For those that have never been, Dream Cup in Fuji City, Shizuoka Prefecture, Japan lives up to its name as a totally surreal experience.
WFDF rules are in place and to facilitate the incredible number of players in attendance, games are capped at 50 minutes, game stops on the buzzer. The tournament structure is just a massive bracket, if you lose, you're playing consolation games the rest of the weekend. Spirit Of The Game is relied on to ensure limited breaks between points and to prevent teams gaming the time cap. The games are hurried affairs, and if you go down a break early there is a real sense of urgency to get it back.
Japan is one of the world’s most densely populated countries and open green space is extremely limited, the climate making it very difficult to maintain grass year-round. More often, grass sports like soccer and Ultimate are played on dirt fields. Dream Cup is no different and you just hope it doesn’t rain.
Last weekend from the 9-11 March, 144 teams(!) faced off under the shadow of Mt Fuji and it rained.
So much so that Day 1, where the just college teams play (before the knockout), was cancelled due to swimming-pool like appearance of the ‘fields’. However, the rain (and ensuing mud) did nothing to dampen the spirits of the two Aussies, Mish Phillips and Tom ‘Cupcake’ Tulett, representing the APAC region on the men’s and women’s ‘World All-Star’ teams attending Dream Cup.
A lot of up-and-coming players would probably be interested in learning a little more about how to get selected for an all-star team like this. Short answer: get real good and then go play overseas. Both Mish and Cupcake recently returned from relatively successful US nationals campaigns, and have garnered international recognition off the back of this and of course, their previous Ultimate achievements.
We had a little chat with Cupcake and Mish last night after the post-tournament festivities had concluded. His inclusion in the team was relatively effortless, “Club JR reached out to me and I jumped at the opportunity to play.” said Cupcake, “[I] had no idea on who was involved when they asked, it was an honour to play with those guys.” Mish had a similar experience. "I was invited by Club Jr," she said, "they invited a number of top players from around the world. Unfortunately, not many European players are known in Japan, but I hope future World All-Stars teams will include some women from these countries."
The All-Star teams were extremely strong, made up of the top US talent and a few of the best from around the world. Both ended up winning their divisions. "It was so easy playing together!" said Mish, having enjoyed the experience. "Even when we were playing hard opponents, for example in the final against #1 Japanese team HUCK, playing on a team with so many strong players felt easy. You could rely on everyone."
The men's side was equally talented. “We had a small roster (12) which made it pretty hard going in the end, but ground out a win against the Buzz Bullets in the final.” continued Cupcake, grinding one of his favourite activities, both on and off the field. “Super stoked to play them again in Japan after the Dingoes lost to them in 2016 Dream Cup.”
Reference to that universe point loss to Japan in 2016 stings at this particular writer, who has never had much luck playing the Japanese. Big, lumbering Australians are poorly suited to oppose the quick, sharp style of the Japanese but the tides are slowly turning. “I find it super challenging,” said Cupcake and Mish agreed, also full of admiration at the challenge the Japanese style provided. "They are quick on their feet, and quick with releasing throws," added Mish, "to play effective defence against a style like this, you need to let go of many of your assumptions of where the disc will or won't be thrown. Because the style of play is so fast, you often feel out of control on defence. This can make you feel quite stressed! Actually, quick movement does not need to mean "no defensive control", if you choose where that movement occurs. As a result, you must know your defensive priorities very well when playing against Japanese style."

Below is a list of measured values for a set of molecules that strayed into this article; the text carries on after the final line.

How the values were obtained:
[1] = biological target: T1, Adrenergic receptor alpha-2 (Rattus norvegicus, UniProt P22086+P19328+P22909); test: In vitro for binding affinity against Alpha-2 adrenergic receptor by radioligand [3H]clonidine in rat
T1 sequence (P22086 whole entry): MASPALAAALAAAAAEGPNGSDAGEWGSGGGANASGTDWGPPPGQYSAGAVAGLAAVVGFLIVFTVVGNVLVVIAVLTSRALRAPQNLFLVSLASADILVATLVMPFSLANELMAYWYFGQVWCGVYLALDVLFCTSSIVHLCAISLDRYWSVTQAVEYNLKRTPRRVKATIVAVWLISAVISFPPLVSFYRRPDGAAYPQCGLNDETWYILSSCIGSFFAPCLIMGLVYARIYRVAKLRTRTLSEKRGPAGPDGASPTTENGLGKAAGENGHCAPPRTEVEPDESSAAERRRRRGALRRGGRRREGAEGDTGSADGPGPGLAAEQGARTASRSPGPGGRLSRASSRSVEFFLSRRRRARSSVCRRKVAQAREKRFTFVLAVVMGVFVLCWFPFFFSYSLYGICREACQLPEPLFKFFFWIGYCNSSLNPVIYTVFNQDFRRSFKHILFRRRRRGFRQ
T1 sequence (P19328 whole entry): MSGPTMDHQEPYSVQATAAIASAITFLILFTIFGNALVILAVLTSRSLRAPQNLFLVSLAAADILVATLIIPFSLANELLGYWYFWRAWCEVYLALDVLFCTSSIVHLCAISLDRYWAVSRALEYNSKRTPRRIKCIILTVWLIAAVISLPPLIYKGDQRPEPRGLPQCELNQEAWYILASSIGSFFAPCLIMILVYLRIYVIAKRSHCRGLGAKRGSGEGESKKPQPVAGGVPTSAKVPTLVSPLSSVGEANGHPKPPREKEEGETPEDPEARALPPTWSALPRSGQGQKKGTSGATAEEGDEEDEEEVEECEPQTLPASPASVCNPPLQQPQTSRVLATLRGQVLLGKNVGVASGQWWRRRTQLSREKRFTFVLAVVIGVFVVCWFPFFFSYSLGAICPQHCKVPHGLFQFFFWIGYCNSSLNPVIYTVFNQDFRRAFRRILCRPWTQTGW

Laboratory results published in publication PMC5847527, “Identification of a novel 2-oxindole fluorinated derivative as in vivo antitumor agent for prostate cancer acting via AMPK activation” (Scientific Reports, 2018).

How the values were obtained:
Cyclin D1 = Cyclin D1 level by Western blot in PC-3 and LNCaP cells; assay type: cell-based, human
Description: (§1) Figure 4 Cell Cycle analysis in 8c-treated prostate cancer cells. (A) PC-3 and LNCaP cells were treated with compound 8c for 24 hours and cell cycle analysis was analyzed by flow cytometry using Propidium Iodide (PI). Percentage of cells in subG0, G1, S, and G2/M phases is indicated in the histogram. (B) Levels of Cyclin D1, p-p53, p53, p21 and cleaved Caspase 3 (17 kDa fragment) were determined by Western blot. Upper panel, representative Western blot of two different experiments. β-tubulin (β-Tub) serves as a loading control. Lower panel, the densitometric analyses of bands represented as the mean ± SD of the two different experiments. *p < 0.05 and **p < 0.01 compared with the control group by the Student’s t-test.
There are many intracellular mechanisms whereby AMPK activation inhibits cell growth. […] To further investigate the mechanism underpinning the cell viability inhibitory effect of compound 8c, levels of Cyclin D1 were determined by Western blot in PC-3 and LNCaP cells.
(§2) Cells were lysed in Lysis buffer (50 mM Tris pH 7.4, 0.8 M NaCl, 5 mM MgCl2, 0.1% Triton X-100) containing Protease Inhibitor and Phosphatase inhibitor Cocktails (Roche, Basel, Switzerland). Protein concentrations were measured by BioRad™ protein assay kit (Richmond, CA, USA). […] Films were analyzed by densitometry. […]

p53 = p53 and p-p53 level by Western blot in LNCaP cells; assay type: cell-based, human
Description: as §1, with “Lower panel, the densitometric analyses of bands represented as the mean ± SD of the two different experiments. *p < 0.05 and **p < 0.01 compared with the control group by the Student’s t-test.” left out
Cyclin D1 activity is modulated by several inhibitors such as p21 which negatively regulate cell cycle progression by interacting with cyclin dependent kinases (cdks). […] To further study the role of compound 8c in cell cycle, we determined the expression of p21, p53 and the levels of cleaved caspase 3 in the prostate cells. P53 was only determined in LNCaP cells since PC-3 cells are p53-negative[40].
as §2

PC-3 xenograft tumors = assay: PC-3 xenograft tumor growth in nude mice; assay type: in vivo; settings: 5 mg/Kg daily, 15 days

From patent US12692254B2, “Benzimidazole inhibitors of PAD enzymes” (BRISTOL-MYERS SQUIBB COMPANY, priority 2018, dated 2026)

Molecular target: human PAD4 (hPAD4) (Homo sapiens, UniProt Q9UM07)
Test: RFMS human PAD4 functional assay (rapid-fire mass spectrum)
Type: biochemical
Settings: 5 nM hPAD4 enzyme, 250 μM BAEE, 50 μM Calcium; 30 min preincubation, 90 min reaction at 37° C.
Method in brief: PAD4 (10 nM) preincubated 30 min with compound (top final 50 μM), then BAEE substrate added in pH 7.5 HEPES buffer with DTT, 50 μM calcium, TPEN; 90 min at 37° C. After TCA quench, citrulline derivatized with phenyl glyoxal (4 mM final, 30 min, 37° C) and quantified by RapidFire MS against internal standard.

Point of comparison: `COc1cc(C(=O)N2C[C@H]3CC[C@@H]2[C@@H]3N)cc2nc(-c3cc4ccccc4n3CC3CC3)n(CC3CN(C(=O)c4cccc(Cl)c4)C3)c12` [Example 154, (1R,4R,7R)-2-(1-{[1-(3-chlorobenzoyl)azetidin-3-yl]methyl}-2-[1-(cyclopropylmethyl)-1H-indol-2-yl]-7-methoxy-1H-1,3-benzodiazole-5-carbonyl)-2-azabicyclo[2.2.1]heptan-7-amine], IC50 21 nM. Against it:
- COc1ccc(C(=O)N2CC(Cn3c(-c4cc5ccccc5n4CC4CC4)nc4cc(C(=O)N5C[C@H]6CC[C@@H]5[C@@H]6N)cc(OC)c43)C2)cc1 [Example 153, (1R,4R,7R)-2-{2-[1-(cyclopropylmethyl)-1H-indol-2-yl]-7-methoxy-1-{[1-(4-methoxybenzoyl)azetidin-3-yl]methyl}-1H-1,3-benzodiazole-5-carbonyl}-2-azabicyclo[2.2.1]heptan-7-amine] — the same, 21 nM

As Australia begins to find its feet on the international stage, not just in All-Star teams like this, but also with strong results at recent world tournaments, it’s worth asking the question what is it Australians can bring to the world Ultimate table?
“Gone are the days of the typical Australian style of ‘big shots to big receivers’, we’re developing a much more well rounded skill set across the board.” Cupcake said in reference to Australia’s current global Ultimate stereotype, “Australia is going through a zone and transition defence renaissance, so I was definitely drawing on that knowledge through the tournament. It’s exciting to see what teams in Australia are doing differently defensively at the moment. Looking forward to playing against a bunch of different styles this season.”
Mish took a different angle to Australia's national Ultimate identity. "One important factor about Australian Ultimate is our attention to SOTG at every tournament and league, no matter what level," said Mish proudly. "In my travels around the world, I have been disappointed to see that in many other places, spirit circles and SOTG scores are only done at the major tournaments. There were no SOTG scores taken at Dream Cup, and no spirit awarded for the tournament. Things change when people realise they can be done a different way, so I think Australian players can benefit global Ultimate by sharing our high detail approach to spirit."